Reasons the pivot to video has failed include low-quality video production and a failure to effectively turn video views into either higher readership or ad dollars.
VideoSubscribe to Updates We’ve all heard the term “pivot to video.” But what does that really mean? What does it take to be good at video? How much does it cost? And is the juice worth the squeeze? Building a robust video department may or may not be the right call for your news organization. Those who do pursue digital video can find it offers a way to tell stories in more interesting and engaging ways, connect with new audiences and deliver revenue. These resources will help you decide where your newsroom falls on the spectrum, and how to make more (or better) video no matter where you currently stand.
Big Picture A primer on video
The role of video in your storytelling toolkit is complex, requiring decisions about what your audience wants and what you can provide with quality and differentiation.
Plan Strategic considerations for pursuing video
The headline says it all: a low-cost investment in 360 video may prove to be worth it, even as newsrooms continue to shrink and resources are spread thin.
How the rise of video content is changing both the role of journalism and how journalism is consumed.
The growing audience for video, more valuable to advertisers than the space next to words, is causing websites to shift resources in what’s become known across the industry as the pivot to video.
Do Tactics to help you do more or better video
Here’s an idea to steal and adapt: To grow revenue, work within your means and do things you are passionate about. Hone in on your team’s skill sets and partner with third-party companies to monetize your content across platforms.
Here’s an idea to steal and adapt: Take a beat that your newsroom owns – in this case, the Buffalo Bills – and leverage your journalists’ expertise on the subject, paired with an appropriate platform like social video, to build reader engagement and generate sponsorships.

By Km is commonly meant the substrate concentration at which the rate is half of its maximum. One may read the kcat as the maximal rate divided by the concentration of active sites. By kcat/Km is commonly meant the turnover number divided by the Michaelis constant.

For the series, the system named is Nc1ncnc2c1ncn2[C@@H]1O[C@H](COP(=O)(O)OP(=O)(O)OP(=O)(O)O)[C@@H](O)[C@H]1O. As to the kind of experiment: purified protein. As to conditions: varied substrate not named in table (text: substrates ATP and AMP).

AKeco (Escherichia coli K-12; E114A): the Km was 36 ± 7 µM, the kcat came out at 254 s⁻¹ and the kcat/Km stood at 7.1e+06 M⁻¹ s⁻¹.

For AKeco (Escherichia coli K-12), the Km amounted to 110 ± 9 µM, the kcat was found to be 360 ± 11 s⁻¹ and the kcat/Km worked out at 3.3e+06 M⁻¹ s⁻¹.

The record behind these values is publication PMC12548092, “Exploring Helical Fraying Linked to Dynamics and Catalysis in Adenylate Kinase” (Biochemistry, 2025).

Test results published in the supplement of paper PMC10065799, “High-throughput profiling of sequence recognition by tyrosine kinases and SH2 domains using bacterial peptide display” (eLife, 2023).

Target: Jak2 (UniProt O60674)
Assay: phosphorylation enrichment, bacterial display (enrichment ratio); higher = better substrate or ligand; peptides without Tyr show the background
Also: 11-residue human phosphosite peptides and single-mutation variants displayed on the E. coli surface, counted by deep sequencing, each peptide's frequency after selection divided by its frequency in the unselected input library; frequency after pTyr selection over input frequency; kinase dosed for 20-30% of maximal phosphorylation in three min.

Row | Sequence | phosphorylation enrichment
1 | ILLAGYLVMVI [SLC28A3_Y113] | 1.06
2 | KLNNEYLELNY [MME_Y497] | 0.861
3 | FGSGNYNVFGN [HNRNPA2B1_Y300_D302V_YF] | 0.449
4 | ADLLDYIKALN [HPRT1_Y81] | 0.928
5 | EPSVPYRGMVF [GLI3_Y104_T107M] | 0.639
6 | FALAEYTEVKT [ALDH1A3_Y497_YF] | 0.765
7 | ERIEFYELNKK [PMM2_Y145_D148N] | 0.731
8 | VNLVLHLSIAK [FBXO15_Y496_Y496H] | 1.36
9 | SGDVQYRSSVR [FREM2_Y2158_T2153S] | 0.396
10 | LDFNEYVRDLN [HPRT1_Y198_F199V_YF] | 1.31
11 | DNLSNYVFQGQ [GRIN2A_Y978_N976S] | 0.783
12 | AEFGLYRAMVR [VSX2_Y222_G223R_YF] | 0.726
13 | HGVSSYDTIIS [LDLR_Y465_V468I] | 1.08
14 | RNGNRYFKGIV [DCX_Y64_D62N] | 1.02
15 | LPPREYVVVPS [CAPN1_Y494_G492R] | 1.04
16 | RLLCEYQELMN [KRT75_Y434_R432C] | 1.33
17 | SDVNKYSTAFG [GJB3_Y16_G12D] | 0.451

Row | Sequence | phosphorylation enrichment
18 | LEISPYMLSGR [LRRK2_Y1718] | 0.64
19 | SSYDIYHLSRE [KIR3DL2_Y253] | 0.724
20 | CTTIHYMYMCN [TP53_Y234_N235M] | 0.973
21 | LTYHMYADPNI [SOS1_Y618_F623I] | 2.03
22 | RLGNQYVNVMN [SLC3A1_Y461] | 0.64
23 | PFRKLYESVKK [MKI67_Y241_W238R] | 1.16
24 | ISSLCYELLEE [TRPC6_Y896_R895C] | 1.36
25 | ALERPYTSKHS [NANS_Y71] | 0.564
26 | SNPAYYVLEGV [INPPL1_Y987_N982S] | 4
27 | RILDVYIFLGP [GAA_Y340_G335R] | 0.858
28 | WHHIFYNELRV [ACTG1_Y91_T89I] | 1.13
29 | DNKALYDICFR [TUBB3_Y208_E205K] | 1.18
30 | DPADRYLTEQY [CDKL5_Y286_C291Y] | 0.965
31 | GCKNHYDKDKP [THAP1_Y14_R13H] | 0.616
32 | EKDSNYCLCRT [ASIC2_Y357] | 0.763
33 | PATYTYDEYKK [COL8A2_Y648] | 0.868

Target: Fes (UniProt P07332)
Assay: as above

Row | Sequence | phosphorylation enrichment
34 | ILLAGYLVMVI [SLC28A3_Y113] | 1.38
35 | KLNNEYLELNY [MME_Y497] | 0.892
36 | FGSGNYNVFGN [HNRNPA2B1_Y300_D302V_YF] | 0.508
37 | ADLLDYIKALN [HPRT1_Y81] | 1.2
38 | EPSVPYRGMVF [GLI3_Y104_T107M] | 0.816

Here’s an idea to steal and adapt: Use your reporting, digital, photography and video resources, and take advantage of the growing popularity of streaming platforms and mobile-friendly video. Present existing coverage in an audience-focused newscast that’s attractive to new sponsors.
Here’s an idea to steal and adapt: Use your newsroom talent and expertise to put on live events that show off your depth as an organization and offer new ways for audiences to engage with your work.
Practical, evergreen tips on how to create better video journalism.
Smartphone cameras are better than ever, and technology isn’t slowing down anytime soon. Here are some tips for capturing the best quality video with a tool every reporter has in his or her pocket.
From broadcasting still images on Facebook Live to posting GIFs as video files, these techniques show how easy it is to game the system – and how quickly the quality of online video storytelling is plummeting. Decide for yourself whether to adopt these tricks.
What is 360 video, and why should newsrooms use it? Read this primer and watch some examples.
A digital producer at a small daily newspaper in Central Washington state describes how he became a Part 107-Licensed Remote Pilot and shares lots of insider tips.
In this guide, NPR outlines when its newsroom uses Facebook Live, what kinds of videos it’s tried, tips for the production of the video, and guidelines for interacting with viewers.
Online video can be a challenge, but shooting live — and directly to a social audience — can lower the barrier.